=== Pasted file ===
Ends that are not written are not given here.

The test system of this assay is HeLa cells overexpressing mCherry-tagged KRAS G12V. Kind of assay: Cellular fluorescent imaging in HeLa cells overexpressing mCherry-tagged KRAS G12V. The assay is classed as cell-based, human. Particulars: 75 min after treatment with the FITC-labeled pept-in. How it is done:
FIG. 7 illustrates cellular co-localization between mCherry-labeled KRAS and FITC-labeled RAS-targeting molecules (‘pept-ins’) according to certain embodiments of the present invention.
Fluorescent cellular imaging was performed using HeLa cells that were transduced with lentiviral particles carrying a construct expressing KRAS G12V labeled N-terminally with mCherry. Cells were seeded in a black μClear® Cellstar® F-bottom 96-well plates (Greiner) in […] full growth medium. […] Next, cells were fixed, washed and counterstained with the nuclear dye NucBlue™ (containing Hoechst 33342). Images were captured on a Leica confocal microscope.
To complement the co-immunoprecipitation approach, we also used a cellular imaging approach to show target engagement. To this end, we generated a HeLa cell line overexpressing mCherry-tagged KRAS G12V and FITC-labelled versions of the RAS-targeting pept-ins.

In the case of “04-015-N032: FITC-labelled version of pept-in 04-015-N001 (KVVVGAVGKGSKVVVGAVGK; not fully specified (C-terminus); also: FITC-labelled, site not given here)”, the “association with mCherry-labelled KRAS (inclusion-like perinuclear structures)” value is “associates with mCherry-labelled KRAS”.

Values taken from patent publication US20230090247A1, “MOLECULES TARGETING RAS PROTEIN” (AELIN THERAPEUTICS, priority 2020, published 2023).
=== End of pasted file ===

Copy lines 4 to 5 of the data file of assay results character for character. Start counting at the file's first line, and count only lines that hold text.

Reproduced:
Fluorescent cellular imaging was performed using HeLa cells that were transduced with lentiviral particles carrying a construct expressing KRAS G12V labeled N-terminally with mCherry. Cells were seeded in a black μClear® Cellstar® F-bottom 96-well plates (Greiner) in […] full growth medium. […] Next, cells were fixed, washed and counterstained with the nuclear dye NucBlue™ (containing Hoechst 33342). Images were captured on a Leica confocal microscope.
To complement the co-immunoprecipitation approach, we also used a cellular imaging approach to show target engagement. To this end, we generated a HeLa cell line overexpressing mCherry-tagged KRAS G12V and FITC-labelled versions of the RAS-targeting pept-ins.